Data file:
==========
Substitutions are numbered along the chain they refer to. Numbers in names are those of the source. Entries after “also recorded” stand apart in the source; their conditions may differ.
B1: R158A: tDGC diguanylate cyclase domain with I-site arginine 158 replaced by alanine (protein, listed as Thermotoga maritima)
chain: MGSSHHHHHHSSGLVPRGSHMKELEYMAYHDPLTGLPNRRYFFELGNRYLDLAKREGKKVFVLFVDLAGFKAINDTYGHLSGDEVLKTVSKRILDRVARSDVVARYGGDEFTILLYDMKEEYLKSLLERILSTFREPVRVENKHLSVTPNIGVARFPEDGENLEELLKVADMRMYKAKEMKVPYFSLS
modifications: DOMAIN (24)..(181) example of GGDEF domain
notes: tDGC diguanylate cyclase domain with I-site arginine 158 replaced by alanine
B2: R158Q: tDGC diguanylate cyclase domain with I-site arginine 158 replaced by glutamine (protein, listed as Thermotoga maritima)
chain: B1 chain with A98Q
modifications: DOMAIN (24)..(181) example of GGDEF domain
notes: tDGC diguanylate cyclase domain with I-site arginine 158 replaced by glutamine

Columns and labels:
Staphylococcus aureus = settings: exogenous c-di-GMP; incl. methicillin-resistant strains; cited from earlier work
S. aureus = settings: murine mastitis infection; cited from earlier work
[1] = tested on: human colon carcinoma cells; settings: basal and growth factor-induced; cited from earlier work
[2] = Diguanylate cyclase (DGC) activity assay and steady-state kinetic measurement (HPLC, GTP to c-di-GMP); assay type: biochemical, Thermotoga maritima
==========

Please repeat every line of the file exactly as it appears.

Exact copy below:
Substitutions are numbered along the chain they refer to. Numbers in names are those of the source. Entries after “also recorded” stand apart in the source; their conditions may differ.
B1: R158A: tDGC diguanylate cyclase domain with I-site arginine 158 replaced by alanine (protein, listed as Thermotoga maritima)
chain: MGSSHHHHHHSSGLVPRGSHMKELEYMAYHDPLTGLPNRRYFFELGNRYLDLAKREGKKVFVLFVDLAGFKAINDTYGHLSGDEVLKTVSKRILDRVARSDVVARYGGDEFTILLYDMKEEYLKSLLERILSTFREPVRVENKHLSVTPNIGVARFPEDGENLEELLKVADMRMYKAKEMKVPYFSLS
modifications: DOMAIN (24)..(181) example of GGDEF domain
notes: tDGC diguanylate cyclase domain with I-site arginine 158 replaced by alanine
B2: R158Q: tDGC diguanylate cyclase domain with I-site arginine 158 replaced by glutamine (protein, listed as Thermotoga maritima)
chain: B1 chain with A98Q
modifications: DOMAIN (24)..(181) example of GGDEF domain
notes: tDGC diguanylate cyclase domain with I-site arginine 158 replaced by glutamine

Columns and labels:
Staphylococcus aureus = settings: exogenous c-di-GMP; incl. methicillin-resistant strains; cited from earlier work
S. aureus = settings: murine mastitis infection; cited from earlier work
[1] = tested on: human colon carcinoma cells; settings: basal and growth factor-induced; cited from earlier work
[2] = Diguanylate cyclase (DGC) activity assay and steady-state kinetic measurement (HPLC, GTP to c-di-GMP); assay type: biochemical, Thermotoga maritima